by Lizl Naude, founder of Lilly Loompa
There is a saying that goes, “Every time you buy a product from a small business, someone literally does a happy dance!” This is certainly very true. Throughout my life I have had an interesting relationship with money. Like some of you, I’ve never had a time when I’ve ever had enough. I grew up in a fairly modest home, and I remember my mother all too often used the term: “Money doesn’t grow on trees!”
Fast forward thirty plus years and things are more or less the same. My family and I have traversed some rough patches over the last decade or so. But all is not doom and gloom, through these troublesome times, my business was birthed!
To be really honest, I hardly worry about money. I don’t mean I’m irresponsible, I have just made a conscious decision to not let it control my life. The other day I had a really interesting conversation with a dear friend of mine, Eddie. He played an instrumental role in my life when I was in my early twenties and I really value his opinion. Eddie has a passion for youth development…and his life-long dream is to own a youth-farm where he can run his programs and a safe-haven for youth and young adults. We spoke about a lot of things, but living a purpose-driven life, and people’s insatiable love for money took over the conversation.
It was an interesting talk. He spoke about some of the challenges he faces working with government agencies and the lack of vision of some institutions when it comes to empowering the youth. He also explained how eager and desperate he was in the beginning when schools and institutions enquired about his services. He relayed how he sometimes settled for little or no money when rendering services in the hope that it will bring him closer to his dream. It came to the point, where he was home one day and a great depression came over him. He was worrying about money. He thought of all the bills that needed to be paid. Then, in that moment, he realized that he hated this feeling, and a great courage arose in him. He took out a R10 note from his pocket, found a fire-lighter and burned the note. He spoke to the spirit of money and rebuked it. He vowed to never again allow money to rule his life and decision making.
For him, living his God-given purpose-driven life was much more important than the love of money. He lives a modest, but comfortable life, but he makes a profound impact on so many youths, as he did on me. When he told me this story, it really touched me.
I could totally relate to his belief system, and it made me ask questions about my relationship with money:
Why do I do what I do? I run a for-profit company but I make sure to check in with myself every time I have to make a big decision. I do not allow money to be the decisive factor. I consider how it will impact my family’s life as well as my community.
Capital is needed to grow a business and make it sustainable. But is this the only reason I run my business, or do I really want to make a lasting impact and leave a legacy?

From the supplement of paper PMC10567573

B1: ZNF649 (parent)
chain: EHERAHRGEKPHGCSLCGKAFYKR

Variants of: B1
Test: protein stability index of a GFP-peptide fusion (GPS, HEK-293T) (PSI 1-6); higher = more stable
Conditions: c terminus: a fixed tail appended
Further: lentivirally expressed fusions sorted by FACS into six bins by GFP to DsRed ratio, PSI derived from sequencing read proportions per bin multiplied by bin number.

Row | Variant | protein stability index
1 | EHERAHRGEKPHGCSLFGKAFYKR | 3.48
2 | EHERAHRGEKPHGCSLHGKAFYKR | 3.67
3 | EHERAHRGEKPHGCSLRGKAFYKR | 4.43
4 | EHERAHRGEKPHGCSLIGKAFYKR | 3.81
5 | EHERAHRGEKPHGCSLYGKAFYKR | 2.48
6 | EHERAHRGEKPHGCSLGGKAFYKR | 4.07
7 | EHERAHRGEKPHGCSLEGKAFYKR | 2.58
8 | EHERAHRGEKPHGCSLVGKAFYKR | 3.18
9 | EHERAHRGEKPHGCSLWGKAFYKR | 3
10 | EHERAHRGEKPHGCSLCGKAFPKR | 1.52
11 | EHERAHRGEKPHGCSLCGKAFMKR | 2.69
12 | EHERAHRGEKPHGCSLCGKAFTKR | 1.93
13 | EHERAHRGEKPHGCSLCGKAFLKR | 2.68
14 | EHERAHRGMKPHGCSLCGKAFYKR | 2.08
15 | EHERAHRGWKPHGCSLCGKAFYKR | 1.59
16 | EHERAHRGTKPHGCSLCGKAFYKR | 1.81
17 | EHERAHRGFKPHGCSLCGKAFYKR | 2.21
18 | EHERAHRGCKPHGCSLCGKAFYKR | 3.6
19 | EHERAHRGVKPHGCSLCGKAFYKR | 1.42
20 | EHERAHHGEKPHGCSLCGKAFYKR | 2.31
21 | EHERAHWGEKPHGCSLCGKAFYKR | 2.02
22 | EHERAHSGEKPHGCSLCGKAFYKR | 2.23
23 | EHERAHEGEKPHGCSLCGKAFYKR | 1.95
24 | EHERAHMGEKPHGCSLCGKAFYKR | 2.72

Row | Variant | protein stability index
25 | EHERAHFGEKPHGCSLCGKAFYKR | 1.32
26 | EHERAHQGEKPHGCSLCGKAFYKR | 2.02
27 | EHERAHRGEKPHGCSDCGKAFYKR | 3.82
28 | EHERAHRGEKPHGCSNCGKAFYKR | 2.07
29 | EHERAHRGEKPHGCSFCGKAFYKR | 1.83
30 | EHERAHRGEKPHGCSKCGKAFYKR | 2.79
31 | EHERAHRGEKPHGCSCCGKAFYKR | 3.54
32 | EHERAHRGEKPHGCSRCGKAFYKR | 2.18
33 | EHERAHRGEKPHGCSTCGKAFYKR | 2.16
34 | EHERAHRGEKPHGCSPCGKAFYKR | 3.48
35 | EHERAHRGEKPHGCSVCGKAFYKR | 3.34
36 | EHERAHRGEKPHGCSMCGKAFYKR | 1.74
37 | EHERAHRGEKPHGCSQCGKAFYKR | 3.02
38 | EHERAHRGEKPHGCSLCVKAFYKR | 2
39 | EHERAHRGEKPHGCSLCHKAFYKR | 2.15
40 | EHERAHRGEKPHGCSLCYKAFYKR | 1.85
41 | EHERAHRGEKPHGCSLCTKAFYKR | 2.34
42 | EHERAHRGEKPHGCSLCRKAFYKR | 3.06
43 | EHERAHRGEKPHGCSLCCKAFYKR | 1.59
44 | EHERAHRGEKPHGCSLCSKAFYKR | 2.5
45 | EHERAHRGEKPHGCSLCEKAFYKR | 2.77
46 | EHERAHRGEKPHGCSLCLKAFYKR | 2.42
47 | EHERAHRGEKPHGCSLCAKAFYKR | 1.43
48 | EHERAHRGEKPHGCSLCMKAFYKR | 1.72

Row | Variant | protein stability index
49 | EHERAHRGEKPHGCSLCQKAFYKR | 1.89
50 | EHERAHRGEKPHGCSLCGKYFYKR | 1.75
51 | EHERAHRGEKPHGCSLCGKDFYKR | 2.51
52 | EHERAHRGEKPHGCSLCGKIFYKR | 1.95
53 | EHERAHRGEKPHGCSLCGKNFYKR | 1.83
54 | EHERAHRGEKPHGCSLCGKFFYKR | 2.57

Am I living my purpose? Like Eddie, I have made a conscious decision to live a purpose-driven life first. This is not the easiest life, but it is so much more rewarding than chasing a six-figure job that is unfulfilling.
Can money make me happy? My answer is a resounding NO! I need it to sustain myself, but it does not define me.
Do I take every job/opportunity that comes my way? No! Sometimes I walk away from prospects because I don’t agree with the terms or conditions, even if it is a lucrative deal. Living in my purpose is much too important for me and I don’t want to be side-tracked!
Am I tempted to go back to a corporate job? Nope! I am an entrepreneur because I believe this is what my country needs. It is so liberating to have moved past that temptation. Yes, I do sometimes miss the comfort of a good-paying job, but building my business is so much more satisfying! If I come across as arrogant, I apologize that is not my intention. I just believe I cannot waste the valuable lessons I have learned through my life experience. There is nothing wrong with making money! Make money, but always remember not to lose yourself whilst doing it. Remind yourself often of your value system and know that chasing money only can lead to an empty and meaningless life!
Lizl Naude is the founder of Lilly Loompa in South Africa, a company that creates beautiful and usable products made with recycled material. Lilly Loompa's “Rubbish Range” is the result of Lizl's craving to deliver pieces that are completely "green". Lizl is a self-taught designer and initially started designing and making furniture because she couldn’t afford to buy new pieces to furnish her home. She started to scout and source for budget material and quickly realised that most people discard of very usable materials. The company manufactures a variety of products, from storage holders, lamps, to dinner table accessories, among others. All materials are carefully sourced from waste and sustainably reimagined as beautiful, yet purposeful products. Eco-friendly, handcrafted and 100% South African, each Lilly Loompa piece, once trash, is now a meaningful piece of treasure.
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